National polling from far-left CNN shows Sen. Bernie Sanders (I-VT) at the head of the pack with 27 percent support, compared to just 24 percent for former Vice President Joe Biden.
This is the first time Bernie has ever led a national poll.
In third place is Sen. Elizabeth Warren (D-MA) with 14 percent. Mayor Pete Buttigieg is in fourth with 11 percent.
Former New York Mayor Mike Bloomberg, Sen. Amy Klobuchar (D-MN), Andrew Yang and Tom Steyer are all way behind at five, four, four, and two percent, respectively.
The overall polling released Wednesday shows this CNN poll, at least for right now, is an outlier. Five out of six of the most recent polls show Biden in the lead. His national lead sits at an average of six points on the Real Clear Politics (RCP) poll of polls.
In fact, other than a couple of ties, since October of last year, this CNN poll is the first time any poll has showed anyone but Biden in the lead.
But even in the RCP poll of polls, Sanders is showing real momentum, which is extraordinary when you remember he’s a 185-year-old Marxist who just had a heart attack.
Back in December, over a RCP, Bernie’s national average was just 15.6 percent. He’s now at 22 percent, and closing on Burisma Joe Biden, who is at 28 percent.
Worth noting in the CNN poll, though, which surveyed 500 registered Democrats and Democrat-leaning Independents between January 16-19, is the trend.
Going back to August of last year, Bernie has enjoyed a slow and steady climb from 15 percent support to 27 percent today.
Slow Joe Biden peaked with 34 percent support in October, but a slow leak has dropped his support to just 24 percent.
So what, if anything, does any of this mean?
Well, first off, it tells me, Democrat primary voters have not yet found a consensus choice, which means they are not very happy with anyone. In a primary with this many competitors, the frontrunner is not really safe until he hits 35 to 40 percent support. Biden hasn’t seen those kind of numbers in months. The volatility of the race, the changing fortunes, at least among those polling below Biden, is indicative of a race where anything can still happen.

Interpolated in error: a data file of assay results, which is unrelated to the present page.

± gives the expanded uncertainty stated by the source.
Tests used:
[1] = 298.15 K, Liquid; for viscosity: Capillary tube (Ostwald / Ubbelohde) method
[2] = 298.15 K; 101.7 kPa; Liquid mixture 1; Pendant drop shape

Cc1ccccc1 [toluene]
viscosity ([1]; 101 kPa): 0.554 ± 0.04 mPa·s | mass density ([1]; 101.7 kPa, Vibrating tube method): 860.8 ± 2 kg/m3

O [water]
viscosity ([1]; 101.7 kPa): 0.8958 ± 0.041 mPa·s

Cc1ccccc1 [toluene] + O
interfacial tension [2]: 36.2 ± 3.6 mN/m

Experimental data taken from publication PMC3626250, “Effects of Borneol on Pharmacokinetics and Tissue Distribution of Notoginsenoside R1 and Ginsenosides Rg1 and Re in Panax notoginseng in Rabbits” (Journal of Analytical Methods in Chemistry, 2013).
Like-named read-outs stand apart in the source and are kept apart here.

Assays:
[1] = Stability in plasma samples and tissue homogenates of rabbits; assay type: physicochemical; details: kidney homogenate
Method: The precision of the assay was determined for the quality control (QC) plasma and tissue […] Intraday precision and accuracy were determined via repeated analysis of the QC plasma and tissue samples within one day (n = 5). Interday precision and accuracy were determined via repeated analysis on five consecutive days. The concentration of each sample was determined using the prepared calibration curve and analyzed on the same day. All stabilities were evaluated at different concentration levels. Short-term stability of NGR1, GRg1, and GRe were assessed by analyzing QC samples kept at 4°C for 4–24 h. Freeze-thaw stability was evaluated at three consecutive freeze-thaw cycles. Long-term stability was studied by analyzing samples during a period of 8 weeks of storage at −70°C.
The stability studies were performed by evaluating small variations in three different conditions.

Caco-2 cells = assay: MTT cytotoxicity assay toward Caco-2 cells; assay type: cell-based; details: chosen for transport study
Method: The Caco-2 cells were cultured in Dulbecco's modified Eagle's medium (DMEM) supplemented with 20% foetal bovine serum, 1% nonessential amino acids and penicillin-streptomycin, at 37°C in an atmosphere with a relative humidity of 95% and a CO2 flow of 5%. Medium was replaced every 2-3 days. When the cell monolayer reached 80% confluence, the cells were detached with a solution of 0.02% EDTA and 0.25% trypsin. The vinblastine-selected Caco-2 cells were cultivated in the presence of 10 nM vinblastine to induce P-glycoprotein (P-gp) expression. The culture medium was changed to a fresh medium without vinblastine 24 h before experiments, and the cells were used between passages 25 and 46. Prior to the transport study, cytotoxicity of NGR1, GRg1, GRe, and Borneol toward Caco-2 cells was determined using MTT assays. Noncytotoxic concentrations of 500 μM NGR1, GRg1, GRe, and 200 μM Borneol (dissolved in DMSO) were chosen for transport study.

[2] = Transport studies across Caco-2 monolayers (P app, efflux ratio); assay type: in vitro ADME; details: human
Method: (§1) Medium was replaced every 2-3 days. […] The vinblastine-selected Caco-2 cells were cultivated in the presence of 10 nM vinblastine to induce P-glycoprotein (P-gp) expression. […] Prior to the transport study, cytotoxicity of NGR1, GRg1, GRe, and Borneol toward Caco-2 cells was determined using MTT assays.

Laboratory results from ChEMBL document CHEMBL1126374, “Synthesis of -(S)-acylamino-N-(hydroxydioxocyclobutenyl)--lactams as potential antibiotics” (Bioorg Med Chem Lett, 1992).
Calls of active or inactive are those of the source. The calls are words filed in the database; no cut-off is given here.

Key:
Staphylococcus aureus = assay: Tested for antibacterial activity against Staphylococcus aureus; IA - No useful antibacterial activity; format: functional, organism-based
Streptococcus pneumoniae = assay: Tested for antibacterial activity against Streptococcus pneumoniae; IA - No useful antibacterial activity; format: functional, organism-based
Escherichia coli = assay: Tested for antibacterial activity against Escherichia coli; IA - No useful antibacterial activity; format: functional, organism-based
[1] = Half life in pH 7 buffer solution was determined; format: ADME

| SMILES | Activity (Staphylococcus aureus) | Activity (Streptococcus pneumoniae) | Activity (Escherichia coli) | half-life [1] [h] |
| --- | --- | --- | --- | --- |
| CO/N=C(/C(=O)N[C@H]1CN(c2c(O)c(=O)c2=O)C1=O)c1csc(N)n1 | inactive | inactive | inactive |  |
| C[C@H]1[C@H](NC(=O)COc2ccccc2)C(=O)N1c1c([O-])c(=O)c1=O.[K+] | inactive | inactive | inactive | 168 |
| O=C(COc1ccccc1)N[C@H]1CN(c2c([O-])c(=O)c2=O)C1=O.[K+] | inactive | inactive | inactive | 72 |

We are just under two weeks from the first voting taking place in the Iowa Caucus, and the polling is still all over the place.
Speaking of Iowa, look at this. We have four candidates all bunched up together. No one knows what will happen on February 3.
Same thing in New Hampshire, which votes on Feb 11 — a four-way traffic jam.
If anything, this is reminiscent of the Republican presidential primary in 2012. You know, another crowded field up against an incumbent president and no consensus candidate.
In some ways, this is good for Democrats. Without a real frontrunner, with so many possible outcomes, the Trump campaign can’t focus their energies on one target.
On the flip-side, if this primary extends and extends and extends, it is going to get increasingly bitter, which means a lot of hurt feelings, which means some Democrats might sit out the general election — especially the Bernie Bros, who have every right to be bitter at a rigged primary system.
Anyone who tells you they know what’s going to happen once the voting begins, is lying. Volatile polls means a volatile electorate. The Democrat nomination is still up for grabs. We might not even know after Iowa and New Hampshire.
But that’s the beauty of elections. The media have no say. The “experts” have no say. The pundits have no say. The pollsters have no say. It is all out of their hands and in the hands of real people.